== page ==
More than just a leadership change

The Palestinian leadership must now decide whether to seeks a change of agenda or remain on the course with its original mission.

By
January 23, 2018 10:09
3 minute read.
abbas

PA President Mahmoud Abbas (C) at a meeting for the Central Council of the PLO, in Ramallah, March 4, 2015. (photo credit: REUTERS)

The Palestinian narrative has historically attempted to portray its society as victims of oppression. Whether falsely accusing Israel of having an apartheid regime, labeling Israeli tactics “indiscriminate targeting” or Palestinian terrorist attacks “freedom fighting,” the PLO managed to use empathy as a powerful tool to arrive at the negotiation table.

When the moment for Oslo came, the true conflict began. Up until 1993, the PLO had a clear mission: to liberate Palestine. When enough international and regional pressure was placed on Yasser Arafat to sign the Oslo agreements and recognize Israel’s right to exist, an existential threat to Palestinian identity arose.

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Despite the character of the Palestinian leadership, the mediation process was doomed to fail the moment Oslo was introduced to both parties. Its lack of content regarding the issue of refugees, division of Jerusalem, and lack of land swaps failed to coerce the parties to understand that concessions needed to be made and not all demands could be met. It was a symbolic document which failed to address the critical issues surrounding the conflict.

In addition, it removed the historical and religious aspect of the conflict by attempting to engage it as a political debate. All these factors would seal the fate of Camp David before the parties arrived. Ultimately, mediation failed due to the identity crisis that continues to rattle Palestinian society to this day.

Forwarding to 2008, a second opportunity for the Palestinian people seemed imminent. Palestinian Authority President Mahmoud Abbas met with prime minister Ehud Olmert over 30 times to try to reach a final peace agreement.

Though Olmert was offering a full withdrawal from the West Bank, a Palestinian capital in east Jerusalem, and land swaps with sovereign Israeli territory, Abbas repeated Arafat’s crime against his own people. By clinging to a full return of Palestinian refugees, which he knew could not be accepted by Israel due to its demographic impact, Abbas and the Palestinian leadership again evaded peace and recognition of a Jewish Israel. Since then, Abbas has preoccupied himself with using foreign aid to fund Palestinian terrorism, incite hate, and use his political influence to advocate for economic warfare against the State of Israel.

In his most recent speech, Abbas declares: “Colonialism created Israel to perform a certain function. It is a colonial project that has nothing to do with Judaism, but rather used the Jews as a tool under the slogan of the Promised Land.”



Yet, his people continue to cling to the hope of a life with dignity and a chance to prosper. Polls indicate that the majority of Palestinians in the West Bank would like Abbas to step down. These political tantrums by Abbas and his team are only contributing to the further isolation of the PA from the international community. The region is facing bigger conflicts. A growing Shi’ite sphere of influence is expanding from Tehran to the Mediterranean, and unexpected alliances are beginning to form.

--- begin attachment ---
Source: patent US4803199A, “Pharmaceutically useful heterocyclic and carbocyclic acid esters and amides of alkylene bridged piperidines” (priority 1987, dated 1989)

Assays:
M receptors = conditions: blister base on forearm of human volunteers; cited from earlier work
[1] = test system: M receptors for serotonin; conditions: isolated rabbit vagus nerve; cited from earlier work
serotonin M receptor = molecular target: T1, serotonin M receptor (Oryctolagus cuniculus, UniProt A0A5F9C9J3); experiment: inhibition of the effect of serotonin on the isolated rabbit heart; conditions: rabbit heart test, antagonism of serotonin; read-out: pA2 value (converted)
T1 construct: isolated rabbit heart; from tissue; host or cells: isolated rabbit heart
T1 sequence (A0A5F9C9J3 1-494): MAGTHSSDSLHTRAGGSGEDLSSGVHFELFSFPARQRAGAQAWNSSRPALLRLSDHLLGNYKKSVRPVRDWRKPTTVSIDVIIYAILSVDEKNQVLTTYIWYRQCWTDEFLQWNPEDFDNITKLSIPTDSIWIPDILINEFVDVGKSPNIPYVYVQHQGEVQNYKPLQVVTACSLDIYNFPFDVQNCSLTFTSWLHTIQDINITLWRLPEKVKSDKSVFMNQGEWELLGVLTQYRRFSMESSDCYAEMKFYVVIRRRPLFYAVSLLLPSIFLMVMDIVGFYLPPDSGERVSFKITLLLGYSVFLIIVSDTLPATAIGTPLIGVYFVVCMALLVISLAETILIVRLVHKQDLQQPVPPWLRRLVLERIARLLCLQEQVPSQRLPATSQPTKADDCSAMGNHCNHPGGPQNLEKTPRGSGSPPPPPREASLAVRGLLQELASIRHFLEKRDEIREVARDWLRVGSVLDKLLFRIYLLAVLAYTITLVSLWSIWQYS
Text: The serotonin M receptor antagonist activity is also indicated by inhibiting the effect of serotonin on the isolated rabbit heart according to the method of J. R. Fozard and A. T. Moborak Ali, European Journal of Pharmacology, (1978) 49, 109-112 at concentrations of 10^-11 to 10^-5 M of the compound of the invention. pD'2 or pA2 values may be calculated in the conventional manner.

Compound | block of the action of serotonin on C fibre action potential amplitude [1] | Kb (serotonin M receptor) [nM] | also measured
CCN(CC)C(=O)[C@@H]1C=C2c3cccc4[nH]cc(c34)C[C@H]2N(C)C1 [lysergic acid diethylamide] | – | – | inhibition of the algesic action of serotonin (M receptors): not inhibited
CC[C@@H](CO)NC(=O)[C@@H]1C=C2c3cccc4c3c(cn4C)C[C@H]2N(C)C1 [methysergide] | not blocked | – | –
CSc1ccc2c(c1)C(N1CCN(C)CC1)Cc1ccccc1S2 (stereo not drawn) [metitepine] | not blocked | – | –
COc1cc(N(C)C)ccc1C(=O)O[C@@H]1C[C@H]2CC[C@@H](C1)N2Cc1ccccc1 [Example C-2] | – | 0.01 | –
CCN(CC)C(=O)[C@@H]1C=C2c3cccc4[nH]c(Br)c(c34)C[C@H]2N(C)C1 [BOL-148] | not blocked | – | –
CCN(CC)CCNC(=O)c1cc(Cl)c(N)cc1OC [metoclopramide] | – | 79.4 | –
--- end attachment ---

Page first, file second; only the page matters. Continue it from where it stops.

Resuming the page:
The Syrian civil war is coming to a swift end, and uncertainty continues to reign in the Levant. The Palestinian cause is beginning to fade away amid bigger regional conflicts. The Palestinian people understand this, and are not willing to put their future on hold anymore. It is not just time for an agenda change among Palestinians, it is time for change in vision. To one that consists of recognizing a Jewish neighbor, reconciliation and the goal of prosperity for all.

The Israeli-Palestinian conflict has proven to be about more than just territory or sovereignty. Its historical component is imperative, and mediation is useless for the time being. Despite its controversial policies, Israel has stretched out a hand for peace since 1947. It has shown its capacity to reach and abide by agreements with both Jordan and Egypt. Unless the Palestinian leadership can demonstrate its commitment to peace and confront the inevitable truth that concessions must be made, third party involvement will remain hopeless.

The international community will be tasked with restoring the historical framework of the conflict and address the requests of both parties with unbiased propositions for a stable agreement. The PLO awoke Palestinian nationalism as a counter-movement to Zionism. It must now decide whether it seeks a change of agenda or remains on course with its original mission. Both Arafat and Abbas have deprived their people of independence. Whether the next leader is more or less moderate may not have such a powerful bearing on negotiation, it will depend more on a vision of peace and reconciliation.

The author is a former IDF paratrooper and holds a BA in political science and MA in diplomacy and international security from IDC Herzliya. He is an Israel advocate and Middle East analyst.


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